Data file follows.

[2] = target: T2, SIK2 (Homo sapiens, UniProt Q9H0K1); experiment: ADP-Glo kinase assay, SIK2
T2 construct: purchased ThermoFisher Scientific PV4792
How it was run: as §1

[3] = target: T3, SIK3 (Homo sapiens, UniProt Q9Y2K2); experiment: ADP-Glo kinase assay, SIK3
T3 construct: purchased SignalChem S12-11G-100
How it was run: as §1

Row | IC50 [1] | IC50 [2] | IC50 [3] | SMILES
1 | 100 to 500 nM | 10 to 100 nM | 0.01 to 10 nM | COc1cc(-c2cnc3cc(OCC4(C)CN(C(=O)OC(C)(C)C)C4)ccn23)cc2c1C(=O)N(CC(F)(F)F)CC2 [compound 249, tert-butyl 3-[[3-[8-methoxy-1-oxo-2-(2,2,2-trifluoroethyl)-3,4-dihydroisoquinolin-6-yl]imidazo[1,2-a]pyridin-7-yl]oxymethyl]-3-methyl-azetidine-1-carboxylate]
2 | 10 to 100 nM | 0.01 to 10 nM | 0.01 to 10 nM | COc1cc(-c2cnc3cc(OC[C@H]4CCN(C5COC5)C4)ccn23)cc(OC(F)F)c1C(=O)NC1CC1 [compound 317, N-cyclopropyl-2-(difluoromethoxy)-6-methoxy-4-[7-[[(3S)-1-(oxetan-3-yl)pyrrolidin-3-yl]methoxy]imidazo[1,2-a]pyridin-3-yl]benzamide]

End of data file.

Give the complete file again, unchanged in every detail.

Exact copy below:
[2] = target: T2, SIK2 (Homo sapiens, UniProt Q9H0K1); experiment: ADP-Glo kinase assay, SIK2
T2 construct: purchased ThermoFisher Scientific PV4792
How it was run: as §1

[3] = target: T3, SIK3 (Homo sapiens, UniProt Q9Y2K2); experiment: ADP-Glo kinase assay, SIK3
T3 construct: purchased SignalChem S12-11G-100
How it was run: as §1

Row | IC50 [1] | IC50 [2] | IC50 [3] | SMILES
1 | 100 to 500 nM | 10 to 100 nM | 0.01 to 10 nM | COc1cc(-c2cnc3cc(OCC4(C)CN(C(=O)OC(C)(C)C)C4)ccn23)cc2c1C(=O)N(CC(F)(F)F)CC2 [compound 249, tert-butyl 3-[[3-[8-methoxy-1-oxo-2-(2,2,2-trifluoroethyl)-3,4-dihydroisoquinolin-6-yl]imidazo[1,2-a]pyridin-7-yl]oxymethyl]-3-methyl-azetidine-1-carboxylate]
2 | 10 to 100 nM | 0.01 to 10 nM | 0.01 to 10 nM | COc1cc(-c2cnc3cc(OC[C@H]4CCN(C5COC5)C4)ccn23)cc(OC(F)F)c1C(=O)NC1CC1 [compound 317, N-cyclopropyl-2-(difluoromethoxy)-6-methoxy-4-[7-[[(3S)-1-(oxetan-3-yl)pyrrolidin-3-yl]methoxy]imidazo[1,2-a]pyridin-3-yl]benzamide]